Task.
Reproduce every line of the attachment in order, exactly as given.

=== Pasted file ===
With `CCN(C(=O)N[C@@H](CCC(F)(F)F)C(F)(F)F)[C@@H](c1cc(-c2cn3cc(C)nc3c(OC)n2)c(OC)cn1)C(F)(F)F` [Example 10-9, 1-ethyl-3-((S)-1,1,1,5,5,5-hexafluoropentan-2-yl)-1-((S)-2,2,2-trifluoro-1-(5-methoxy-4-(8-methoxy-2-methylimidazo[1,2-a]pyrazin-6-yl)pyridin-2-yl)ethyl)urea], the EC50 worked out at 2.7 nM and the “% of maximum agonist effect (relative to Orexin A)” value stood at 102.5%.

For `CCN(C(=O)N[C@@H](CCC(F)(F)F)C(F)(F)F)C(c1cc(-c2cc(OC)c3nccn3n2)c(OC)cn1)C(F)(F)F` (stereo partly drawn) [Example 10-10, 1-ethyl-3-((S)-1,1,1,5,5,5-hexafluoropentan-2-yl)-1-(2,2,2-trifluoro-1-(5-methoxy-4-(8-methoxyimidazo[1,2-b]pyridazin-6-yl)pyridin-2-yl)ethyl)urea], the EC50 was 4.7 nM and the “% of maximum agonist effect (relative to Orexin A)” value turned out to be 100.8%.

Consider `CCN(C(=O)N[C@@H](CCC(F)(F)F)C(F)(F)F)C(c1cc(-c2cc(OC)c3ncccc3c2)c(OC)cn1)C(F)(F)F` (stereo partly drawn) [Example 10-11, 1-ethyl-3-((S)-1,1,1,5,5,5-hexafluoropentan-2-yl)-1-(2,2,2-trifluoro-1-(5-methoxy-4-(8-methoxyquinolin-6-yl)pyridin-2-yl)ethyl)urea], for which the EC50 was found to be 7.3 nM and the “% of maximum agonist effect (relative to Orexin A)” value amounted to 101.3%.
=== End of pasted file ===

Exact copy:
With `CCN(C(=O)N[C@@H](CCC(F)(F)F)C(F)(F)F)[C@@H](c1cc(-c2cn3cc(C)nc3c(OC)n2)c(OC)cn1)C(F)(F)F` [Example 10-9, 1-ethyl-3-((S)-1,1,1,5,5,5-hexafluoropentan-2-yl)-1-((S)-2,2,2-trifluoro-1-(5-methoxy-4-(8-methoxy-2-methylimidazo[1,2-a]pyrazin-6-yl)pyridin-2-yl)ethyl)urea], the EC50 worked out at 2.7 nM and the “% of maximum agonist effect (relative to Orexin A)” value stood at 102.5%.

For `CCN(C(=O)N[C@@H](CCC(F)(F)F)C(F)(F)F)C(c1cc(-c2cc(OC)c3nccn3n2)c(OC)cn1)C(F)(F)F` (stereo partly drawn) [Example 10-10, 1-ethyl-3-((S)-1,1,1,5,5,5-hexafluoropentan-2-yl)-1-(2,2,2-trifluoro-1-(5-methoxy-4-(8-methoxyimidazo[1,2-b]pyridazin-6-yl)pyridin-2-yl)ethyl)urea], the EC50 was 4.7 nM and the “% of maximum agonist effect (relative to Orexin A)” value turned out to be 100.8%.

Consider `CCN(C(=O)N[C@@H](CCC(F)(F)F)C(F)(F)F)C(c1cc(-c2cc(OC)c3ncccc3c2)c(OC)cn1)C(F)(F)F` (stereo partly drawn) [Example 10-11, 1-ethyl-3-((S)-1,1,1,5,5,5-hexafluoropentan-2-yl)-1-(2,2,2-trifluoro-1-(5-methoxy-4-(8-methoxyquinolin-6-yl)pyridin-2-yl)ethyl)urea], for which the EC50 was found to be 7.3 nM and the “% of maximum agonist effect (relative to Orexin A)” value amounted to 101.3%.